Office Sweet Office
A home away from home
Photography: Tim Brown
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Ask many professionals what they do, and they’ll say, “I live in my office.” Only occasionally is this literally true, but many folks spend more awake and active time in the office than at home. Since that is the case with a majority of working people, some companies have worked hard to make home away from home a comfortable place. What’s comfortable for one, of course, isn’t necessarily comfortable for another.
It all depends on the job.
If you are designing an office for yourself or your company, you must ask yourself what suits your interests and the tasks of the business. Does the space need to have private nooks and crannies, or should it allow people to see each other for collaborations on the spur of the moment? What sort of image do you want to present to the public and how do you achieve that?
If color is a language, how loudly do you speak?
For ideas, we’ve taken an insider’s look at four local offices and the how and why in their designs.
Two of them were constructed specifically for the company’s purposes, one last year and one more than 30 years ago. One was a remodel and another space was selected as a new office inside a new building that offered useful facilities for the employees.
In keeping with the physically active nature of Wood River Valley residents, every office building has a shower and locker room facility either in the building or adjacent to it for workers to spiff up after either a bicycle ride into the office or a workout during the day.
So, you see, it isn’t all about work.
Michael Doty Associates
Resourceful space for new design
An architect’s office is a work place, but it is also a showplace.
For the working partners, it’s got to be functional and inspirational. For potential clients, it’s got to demonstrate the firm’s creativity.
In the case of Michael Doty Associates, Doty wanted his offices to speak to his clients serving as a resourceful space for new design.
“We wanted to create a welcoming space that portrayed credibility and conveyed our commitment to design,” Doty said.
For his offices, at 371 Washington Avenue North, Doty has invited visitors to get a taste of whimsy, along with a taste of his style, in the entry room and conference room.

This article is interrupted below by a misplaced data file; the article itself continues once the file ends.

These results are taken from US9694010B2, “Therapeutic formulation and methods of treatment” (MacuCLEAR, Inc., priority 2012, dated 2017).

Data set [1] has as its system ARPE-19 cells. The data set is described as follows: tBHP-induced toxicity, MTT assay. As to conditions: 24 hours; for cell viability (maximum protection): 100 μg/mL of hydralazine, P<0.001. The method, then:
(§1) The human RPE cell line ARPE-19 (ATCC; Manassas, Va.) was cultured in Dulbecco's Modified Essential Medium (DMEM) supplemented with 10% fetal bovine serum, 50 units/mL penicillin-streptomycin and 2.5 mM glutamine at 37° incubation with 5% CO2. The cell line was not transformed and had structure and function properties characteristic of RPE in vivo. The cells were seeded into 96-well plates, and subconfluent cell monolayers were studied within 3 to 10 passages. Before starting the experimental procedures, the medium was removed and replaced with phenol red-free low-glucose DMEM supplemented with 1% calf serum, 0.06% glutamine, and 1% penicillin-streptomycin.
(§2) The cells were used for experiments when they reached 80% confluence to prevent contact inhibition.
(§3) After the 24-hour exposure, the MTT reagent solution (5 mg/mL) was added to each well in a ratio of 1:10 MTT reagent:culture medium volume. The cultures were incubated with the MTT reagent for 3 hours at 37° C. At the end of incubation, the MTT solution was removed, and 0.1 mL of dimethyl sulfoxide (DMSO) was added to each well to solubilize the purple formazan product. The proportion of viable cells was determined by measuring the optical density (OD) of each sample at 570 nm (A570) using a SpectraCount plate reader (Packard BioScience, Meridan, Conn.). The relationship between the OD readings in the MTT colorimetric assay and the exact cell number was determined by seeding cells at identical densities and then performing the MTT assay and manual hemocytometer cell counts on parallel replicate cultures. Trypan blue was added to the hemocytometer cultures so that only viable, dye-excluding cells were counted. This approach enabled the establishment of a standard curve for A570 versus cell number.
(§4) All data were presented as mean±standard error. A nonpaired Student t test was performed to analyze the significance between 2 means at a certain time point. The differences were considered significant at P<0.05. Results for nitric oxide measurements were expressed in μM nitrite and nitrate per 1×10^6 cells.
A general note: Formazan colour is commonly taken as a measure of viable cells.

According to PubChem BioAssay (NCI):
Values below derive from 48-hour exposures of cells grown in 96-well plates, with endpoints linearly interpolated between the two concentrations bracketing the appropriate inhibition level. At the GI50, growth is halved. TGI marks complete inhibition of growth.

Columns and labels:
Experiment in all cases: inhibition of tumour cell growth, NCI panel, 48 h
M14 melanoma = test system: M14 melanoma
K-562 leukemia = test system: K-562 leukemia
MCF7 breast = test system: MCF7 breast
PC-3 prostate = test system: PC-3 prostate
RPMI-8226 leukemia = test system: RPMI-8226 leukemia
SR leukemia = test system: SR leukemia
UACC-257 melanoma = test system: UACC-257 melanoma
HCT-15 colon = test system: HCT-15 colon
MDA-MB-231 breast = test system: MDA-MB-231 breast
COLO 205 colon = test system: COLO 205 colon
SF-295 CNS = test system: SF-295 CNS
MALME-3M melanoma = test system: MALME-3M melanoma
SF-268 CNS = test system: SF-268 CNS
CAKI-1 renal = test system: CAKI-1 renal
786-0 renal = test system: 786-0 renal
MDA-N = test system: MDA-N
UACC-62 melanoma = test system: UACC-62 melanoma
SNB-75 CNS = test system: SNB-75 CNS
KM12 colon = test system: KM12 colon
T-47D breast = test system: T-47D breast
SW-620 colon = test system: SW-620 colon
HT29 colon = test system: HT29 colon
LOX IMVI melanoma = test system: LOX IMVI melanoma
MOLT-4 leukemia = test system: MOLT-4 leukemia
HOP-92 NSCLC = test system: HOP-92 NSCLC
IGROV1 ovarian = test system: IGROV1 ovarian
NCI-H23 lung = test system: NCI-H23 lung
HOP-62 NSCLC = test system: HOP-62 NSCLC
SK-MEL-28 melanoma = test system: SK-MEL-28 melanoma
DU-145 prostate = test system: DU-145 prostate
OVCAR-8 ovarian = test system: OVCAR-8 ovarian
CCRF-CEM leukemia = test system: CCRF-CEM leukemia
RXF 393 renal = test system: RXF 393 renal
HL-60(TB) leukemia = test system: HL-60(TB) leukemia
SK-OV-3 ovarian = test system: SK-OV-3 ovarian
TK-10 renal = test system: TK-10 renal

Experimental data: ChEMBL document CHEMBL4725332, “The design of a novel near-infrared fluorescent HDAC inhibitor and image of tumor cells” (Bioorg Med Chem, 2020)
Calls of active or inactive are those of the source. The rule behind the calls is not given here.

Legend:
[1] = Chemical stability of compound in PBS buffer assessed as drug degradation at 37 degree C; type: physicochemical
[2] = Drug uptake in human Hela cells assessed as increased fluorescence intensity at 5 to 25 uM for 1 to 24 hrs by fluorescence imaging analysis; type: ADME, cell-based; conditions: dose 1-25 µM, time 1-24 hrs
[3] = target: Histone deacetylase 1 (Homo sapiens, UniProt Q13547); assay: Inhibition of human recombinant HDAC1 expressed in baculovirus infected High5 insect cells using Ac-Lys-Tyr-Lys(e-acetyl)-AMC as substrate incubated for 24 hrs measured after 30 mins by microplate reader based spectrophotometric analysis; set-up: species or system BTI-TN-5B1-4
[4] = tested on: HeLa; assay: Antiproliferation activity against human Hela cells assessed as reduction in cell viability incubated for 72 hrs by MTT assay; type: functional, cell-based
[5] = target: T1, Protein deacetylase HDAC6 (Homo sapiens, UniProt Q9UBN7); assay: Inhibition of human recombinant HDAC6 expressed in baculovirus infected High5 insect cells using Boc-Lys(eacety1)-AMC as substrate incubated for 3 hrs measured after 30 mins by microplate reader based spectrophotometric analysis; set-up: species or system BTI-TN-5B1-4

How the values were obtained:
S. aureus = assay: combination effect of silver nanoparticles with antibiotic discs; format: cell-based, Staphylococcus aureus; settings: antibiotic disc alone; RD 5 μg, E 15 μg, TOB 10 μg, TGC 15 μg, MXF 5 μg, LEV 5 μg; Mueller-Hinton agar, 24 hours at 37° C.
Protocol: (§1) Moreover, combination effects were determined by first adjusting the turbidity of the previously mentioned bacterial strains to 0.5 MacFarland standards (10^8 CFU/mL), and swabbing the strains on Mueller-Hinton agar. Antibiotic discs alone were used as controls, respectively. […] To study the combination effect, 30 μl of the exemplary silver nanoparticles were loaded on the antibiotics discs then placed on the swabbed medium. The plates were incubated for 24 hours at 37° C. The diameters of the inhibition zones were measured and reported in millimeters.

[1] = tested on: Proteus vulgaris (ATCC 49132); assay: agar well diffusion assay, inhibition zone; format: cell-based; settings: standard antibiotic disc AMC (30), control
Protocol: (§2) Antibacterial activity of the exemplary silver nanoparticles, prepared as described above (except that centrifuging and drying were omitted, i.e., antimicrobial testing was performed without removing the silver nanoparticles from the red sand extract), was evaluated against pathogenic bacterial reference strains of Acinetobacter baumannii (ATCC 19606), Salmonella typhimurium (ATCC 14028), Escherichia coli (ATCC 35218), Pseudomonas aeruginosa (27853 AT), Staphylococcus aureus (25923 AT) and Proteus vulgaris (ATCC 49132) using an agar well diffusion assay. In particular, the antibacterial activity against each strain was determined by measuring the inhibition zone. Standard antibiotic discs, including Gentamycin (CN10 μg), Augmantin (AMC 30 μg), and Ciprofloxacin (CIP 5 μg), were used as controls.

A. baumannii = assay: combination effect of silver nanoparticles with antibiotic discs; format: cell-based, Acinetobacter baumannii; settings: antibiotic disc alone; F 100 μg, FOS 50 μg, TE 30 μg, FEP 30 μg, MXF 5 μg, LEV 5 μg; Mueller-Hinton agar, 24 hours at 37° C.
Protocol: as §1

Design creds include an artful mix of black laminate, corrugated galvanized metal, anodized aluminum and laminated birch wood to cohesively bring each room together. Whimsy shows itself in the metal figures that climb artfully from wooden board to board in the conference room. And also in the inviting seating area which features two modern chairs that offer cushioned dark black leather seating that works up to a contrasting birch wood serving as the back rest.
These clearly show the architect is not afraid to use his inspired taste. And the open plan shows the other designers have nothing to hide.
For his new offices, meant to handle a growing staff, Doty wanted an open plan with lots of sunshine. He envisioned a space that would allow his associates to work in a comfortable, modern atmosphere with abundant natural light.
He found a space that offered the sunshine and the bones of what he wanted and also offered great in-town visibility.
The original floor plan contained multiple private offices, so he began to tear down interior walls.
“We knew that creating a studio-style work space would facilitate the free flow of information, making it easier to exchange ideas and heighten creativity,” said Doty.
He created an open studio space for his associates, with generous work stations designed for each person.
Doty also chose to create a feeling of consistency by using a limited number of materials and finishes for a variety of uses throughout the space.
Beyond the clever corrugated galvanized metal, anodized aluminum and laminated birch wood, he brought rooms together by giving work surfaces a matte black finish, a look also used in multiple storage shelves housing the firm’s library of architectural books and reference material throughout the office.
This same attention to detail was given to the conference room, which has a strong presence at the front of the building. Transparency was an underlying theme, with a floor-to-ceiling glass wall used in the interior in order to allow natural daylight to suffuse the space. A unique application of corrugated metal was used on the northern wall of the conference room, where the three miniature metal mountain climbers scale the wall. The opposing wall is finished with large square panels of laminated birch wood, proportionately separated to form a recessed grid pattern.
Corrugated metal also appears as the accent to the office manager’s desk and similar shades of metal are adopted for photo displays and all door and sink hardware.
But there was more to add, Doty explains, “We live in an area immersed in outdoor activities, and all across the country there is an impetus to accommodate that need.”
Not everyone lives where an employee could take a break and go skiing, but here they do, so Doty put in a shower to encourage his employees to think healthy.
Using a black slate tile, Doty designed each bathroom with the understanding that his employees would need designated space to clean up after an exercise break. He installed a shower and designed plenty of space in each bathroom for architects to reorganize after a workout.
“It’s an amenity for our employees,” he understates.
His firm has done a broad spectrum of projects, as can be seen throughout the neighborhoods and businesses of the Wood River Valley, Doty says “We appreciate projects that are intriguing, and the chance to build lasting relationships with our clients and consultants.” >>>